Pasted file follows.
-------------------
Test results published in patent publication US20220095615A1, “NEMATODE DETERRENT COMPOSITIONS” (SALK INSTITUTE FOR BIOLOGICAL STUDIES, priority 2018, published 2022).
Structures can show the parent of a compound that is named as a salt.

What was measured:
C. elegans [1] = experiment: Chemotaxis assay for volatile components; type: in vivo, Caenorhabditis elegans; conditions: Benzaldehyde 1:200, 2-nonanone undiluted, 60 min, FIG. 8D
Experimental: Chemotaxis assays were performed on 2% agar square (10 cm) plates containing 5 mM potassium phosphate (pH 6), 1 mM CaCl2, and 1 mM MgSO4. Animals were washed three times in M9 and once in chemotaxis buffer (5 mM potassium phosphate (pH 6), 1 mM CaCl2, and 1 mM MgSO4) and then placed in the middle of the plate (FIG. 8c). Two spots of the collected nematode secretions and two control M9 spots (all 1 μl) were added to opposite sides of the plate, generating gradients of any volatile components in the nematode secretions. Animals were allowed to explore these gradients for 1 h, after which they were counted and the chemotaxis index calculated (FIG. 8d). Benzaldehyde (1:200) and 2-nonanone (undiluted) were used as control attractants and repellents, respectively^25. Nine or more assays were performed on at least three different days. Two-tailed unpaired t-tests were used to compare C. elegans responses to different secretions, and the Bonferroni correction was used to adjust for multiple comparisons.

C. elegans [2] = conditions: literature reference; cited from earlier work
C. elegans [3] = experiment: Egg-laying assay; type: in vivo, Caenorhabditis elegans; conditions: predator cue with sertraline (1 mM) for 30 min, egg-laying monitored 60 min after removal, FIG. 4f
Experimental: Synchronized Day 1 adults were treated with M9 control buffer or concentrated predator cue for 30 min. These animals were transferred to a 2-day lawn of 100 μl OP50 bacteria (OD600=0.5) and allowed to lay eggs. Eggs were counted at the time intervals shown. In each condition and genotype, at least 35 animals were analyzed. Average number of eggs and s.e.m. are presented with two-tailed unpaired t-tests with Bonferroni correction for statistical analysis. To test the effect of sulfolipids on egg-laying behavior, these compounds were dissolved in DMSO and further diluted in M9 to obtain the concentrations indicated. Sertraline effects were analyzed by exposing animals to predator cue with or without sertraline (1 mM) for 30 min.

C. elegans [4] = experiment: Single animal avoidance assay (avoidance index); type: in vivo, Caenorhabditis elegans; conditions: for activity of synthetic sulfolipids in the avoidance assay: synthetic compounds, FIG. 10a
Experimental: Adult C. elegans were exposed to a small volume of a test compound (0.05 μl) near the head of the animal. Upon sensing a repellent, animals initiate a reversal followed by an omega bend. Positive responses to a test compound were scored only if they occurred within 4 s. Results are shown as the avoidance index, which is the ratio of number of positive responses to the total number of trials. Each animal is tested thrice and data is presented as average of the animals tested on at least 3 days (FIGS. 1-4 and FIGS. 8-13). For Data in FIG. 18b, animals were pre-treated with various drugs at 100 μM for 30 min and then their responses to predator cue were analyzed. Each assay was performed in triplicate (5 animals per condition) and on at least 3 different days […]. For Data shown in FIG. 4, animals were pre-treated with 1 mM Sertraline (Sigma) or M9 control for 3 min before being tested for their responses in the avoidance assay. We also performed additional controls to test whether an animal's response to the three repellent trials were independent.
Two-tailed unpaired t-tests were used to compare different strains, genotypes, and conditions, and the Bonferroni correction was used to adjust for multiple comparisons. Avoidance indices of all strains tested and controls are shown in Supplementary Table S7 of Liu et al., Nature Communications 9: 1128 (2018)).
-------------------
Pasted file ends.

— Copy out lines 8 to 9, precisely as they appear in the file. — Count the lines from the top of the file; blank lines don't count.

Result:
Experimental: Synchronized Day 1 adults were treated with M9 control buffer or concentrated predator cue for 30 min. These animals were transferred to a 2-day lawn of 100 μl OP50 bacteria (OD600=0.5) and allowed to lay eggs. Eggs were counted at the time intervals shown. In each condition and genotype, at least 35 animals were analyzed. Average number of eggs and s.e.m. are presented with two-tailed unpaired t-tests with Bonferroni correction for statistical analysis. To test the effect of sulfolipids on egg-laying behavior, these compounds were dissolved in DMSO and further diluted in M9 to obtain the concentrations indicated. Sertraline effects were analyzed by exposing animals to predator cue with or without sertraline (1 mM) for 30 min.

C. elegans [4] = experiment: Single animal avoidance assay (avoidance index); type: in vivo, Caenorhabditis elegans; conditions: for activity of synthetic sulfolipids in the avoidance assay: synthetic compounds, FIG. 10a